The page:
As IoT becomes more successful, hacking it will become increasingly attractive.
When it comes to design, IoT can be boiled down to “time to money.” It’s more complex than that, of course, but the unique, dynamic nature of the segment is changing the way we design systems and how we think about security.
“IoT is not a device. It’s delivering service across the cloud to connected devices,” said Nandan Nayampally, vice president of marketing with ARM. “In the IoT world, it’s not about delivering the killer SoC; silicon is a vehicle that delivers your killer solution.”
Nayampally made the comments during a busy week at the 2016 Design Automation Conference, where IoT was again a hot topic and security was on everyone’s minds.
Nayampally said, referencing the time-to-money challenge, that enabling that initial design is key, of course, but after that it becomes a very competitive race to volume.
“You can design for one vertical, but that vertical may not be enough to sustain you,” Nayampally said on a Chip Estimate panel. “You may need to scale this design for something that scales horizontally as well. The one thing we can do is lower the barrier to allow for rapid innovative design.”
For Frank Schirrmeister, senior group director, product management and marketing, with Cadence Design Systems, speeding verification and validation are keys toward nurturing a profitable IoT sector. “It’s tough to design monetization up front,” Schirrmeister said. Schirrmeister said wearables profitability can be elusive, given the uncertain volumes and competition. But there is profitability to found around the device.
“For the startup, the question becomes how will I monetize? Is it the app? Is it the chip?” he said.
The scaling challenge
Today, most startups are small-scale affairs, some with crowd funding, some with funding from their own pockets. And it’s an era in which interesting designs get started on platforms like Raspberry Pi and Arduino. Just a few short years ago, startups needed big ASIC teams paying hefty NRE to get a design to market.
This transformation is extraordinary, but for most it’s only a start, and can be insufficient to get them to the next level of scale.
“Lowering the hurdle to design cost and verification/implementation cost is huge,” Schirrmeister said.
Outside of the maker/Raspberry Pi/Arduino movement, there are additional endeavors to ease IoT design and cost. At DAC, ARM expanded its DesignStart program to offer simplified and expedited access to EDA tooling and design environments from Cadence and Mentor Graphics. A new ARM Approved Design Partner program, also announced at DAC, provides DesignStart users with a global list of audited design houses for expert support during development.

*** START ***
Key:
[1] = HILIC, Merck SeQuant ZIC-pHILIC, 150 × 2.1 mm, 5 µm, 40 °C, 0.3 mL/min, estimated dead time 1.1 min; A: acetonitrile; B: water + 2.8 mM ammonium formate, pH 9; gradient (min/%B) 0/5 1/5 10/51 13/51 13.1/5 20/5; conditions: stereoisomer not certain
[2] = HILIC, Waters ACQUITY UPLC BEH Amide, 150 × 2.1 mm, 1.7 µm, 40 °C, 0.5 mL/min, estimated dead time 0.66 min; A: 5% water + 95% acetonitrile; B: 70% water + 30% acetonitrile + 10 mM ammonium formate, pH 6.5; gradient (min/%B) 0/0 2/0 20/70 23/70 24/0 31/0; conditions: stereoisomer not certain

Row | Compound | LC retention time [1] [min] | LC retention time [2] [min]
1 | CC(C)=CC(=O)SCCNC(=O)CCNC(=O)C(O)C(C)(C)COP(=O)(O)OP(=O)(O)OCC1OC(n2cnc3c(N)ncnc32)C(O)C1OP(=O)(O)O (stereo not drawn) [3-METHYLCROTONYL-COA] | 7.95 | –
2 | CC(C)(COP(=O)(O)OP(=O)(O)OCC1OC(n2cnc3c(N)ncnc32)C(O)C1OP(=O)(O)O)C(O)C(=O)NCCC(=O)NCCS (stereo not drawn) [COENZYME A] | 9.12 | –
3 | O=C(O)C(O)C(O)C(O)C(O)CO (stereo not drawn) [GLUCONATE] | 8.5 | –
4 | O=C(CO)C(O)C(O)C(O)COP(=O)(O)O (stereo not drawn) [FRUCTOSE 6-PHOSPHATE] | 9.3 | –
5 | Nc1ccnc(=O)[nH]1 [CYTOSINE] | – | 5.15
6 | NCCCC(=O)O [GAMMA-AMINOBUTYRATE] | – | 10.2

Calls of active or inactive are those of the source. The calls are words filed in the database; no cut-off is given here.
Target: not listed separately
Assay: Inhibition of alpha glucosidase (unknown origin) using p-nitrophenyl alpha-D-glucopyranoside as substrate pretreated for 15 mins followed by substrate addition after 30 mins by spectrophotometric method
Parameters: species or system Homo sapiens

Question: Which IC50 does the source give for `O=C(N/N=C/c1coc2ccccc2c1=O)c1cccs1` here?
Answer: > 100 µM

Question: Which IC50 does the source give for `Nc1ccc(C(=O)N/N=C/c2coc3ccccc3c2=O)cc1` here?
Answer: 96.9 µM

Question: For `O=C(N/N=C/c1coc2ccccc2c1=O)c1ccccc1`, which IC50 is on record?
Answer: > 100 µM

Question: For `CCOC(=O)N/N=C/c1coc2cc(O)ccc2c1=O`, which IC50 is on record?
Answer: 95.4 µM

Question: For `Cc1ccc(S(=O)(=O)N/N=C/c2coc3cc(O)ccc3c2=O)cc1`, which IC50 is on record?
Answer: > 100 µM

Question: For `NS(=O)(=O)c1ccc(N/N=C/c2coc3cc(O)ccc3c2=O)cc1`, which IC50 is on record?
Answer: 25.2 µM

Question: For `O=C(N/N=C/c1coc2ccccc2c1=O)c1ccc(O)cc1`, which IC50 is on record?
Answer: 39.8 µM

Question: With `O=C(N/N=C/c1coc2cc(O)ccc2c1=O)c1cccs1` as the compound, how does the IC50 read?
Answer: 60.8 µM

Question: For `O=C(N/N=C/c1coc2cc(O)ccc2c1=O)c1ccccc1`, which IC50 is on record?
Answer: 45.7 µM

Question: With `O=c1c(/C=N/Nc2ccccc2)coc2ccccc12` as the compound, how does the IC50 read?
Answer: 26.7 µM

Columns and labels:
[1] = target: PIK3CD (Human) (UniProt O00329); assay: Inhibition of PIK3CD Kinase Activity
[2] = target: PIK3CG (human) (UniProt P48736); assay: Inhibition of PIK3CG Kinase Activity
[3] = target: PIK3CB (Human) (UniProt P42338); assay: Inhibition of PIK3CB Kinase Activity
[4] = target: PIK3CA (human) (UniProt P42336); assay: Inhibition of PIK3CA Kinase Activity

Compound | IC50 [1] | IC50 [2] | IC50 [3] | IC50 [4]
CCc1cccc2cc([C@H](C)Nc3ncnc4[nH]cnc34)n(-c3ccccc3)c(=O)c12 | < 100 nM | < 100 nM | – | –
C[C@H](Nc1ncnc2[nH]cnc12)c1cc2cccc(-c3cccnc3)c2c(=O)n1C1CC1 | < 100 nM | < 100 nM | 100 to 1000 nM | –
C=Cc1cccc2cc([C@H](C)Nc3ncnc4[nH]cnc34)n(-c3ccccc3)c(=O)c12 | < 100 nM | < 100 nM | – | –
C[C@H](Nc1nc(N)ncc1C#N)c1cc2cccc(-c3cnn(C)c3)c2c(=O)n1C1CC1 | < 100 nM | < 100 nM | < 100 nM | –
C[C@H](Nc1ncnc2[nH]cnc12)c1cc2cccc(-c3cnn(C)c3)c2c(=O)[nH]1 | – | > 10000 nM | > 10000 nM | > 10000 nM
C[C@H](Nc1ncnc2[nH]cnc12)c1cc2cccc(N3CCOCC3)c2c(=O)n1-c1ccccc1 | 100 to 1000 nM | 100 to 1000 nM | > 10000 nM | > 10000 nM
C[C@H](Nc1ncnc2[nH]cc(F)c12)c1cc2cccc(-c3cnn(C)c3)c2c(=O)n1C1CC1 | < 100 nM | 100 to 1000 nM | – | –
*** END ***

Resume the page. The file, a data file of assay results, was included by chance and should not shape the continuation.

Security and its complexities
But there’s an additional wrinkle in our collective drive toward a robust IoT market: security. The challenge is becoming unnervingly clear.
ARM Director of Systems and Software Jim Wallace says, “As IoT products become successful, they will become increasingly attractive for attackers and so appropriate security must be baked into every system and at every level.”
How this is executed is non-trivial of course. More traditional system design tended to have boundaries inside which robust security would reside: hardware and software. But with IoT there are a seemingly infinite number of applications, hardware and software variations, wireless protocols and so forth that expand the potential attack surface. We’re required to discover and plug all the potential holes, while hackers need to exploit only one to be successful.
“Any system can be cracked if the attacker has infinite time and money,” said Rhonda Dirvin, director of IoT Verticals for ARM. “The effort is generally proportional to the value of the assets.”(Dirvin keynoted Embedded TechCon, which was co-located with DAC this year).
She added that security is “a balance between the cost and effort that you, the system designers, are prepared to invest to protect your assets and what an attacker is willing to invest in an attack,” Dirvin said.
Wallace notes, “For IoT to succeed, we need to consider security as a system problem.”
He distills the challenge to a series of key questions:
“We also need to think about what is an appropriate level of protection given the value of the assets and the use of the device,” he said. “Given that many IoT devices will be designed by non-security experts we also need to ensure the solutions to these problems are easy to implement and scalable across different use cases.”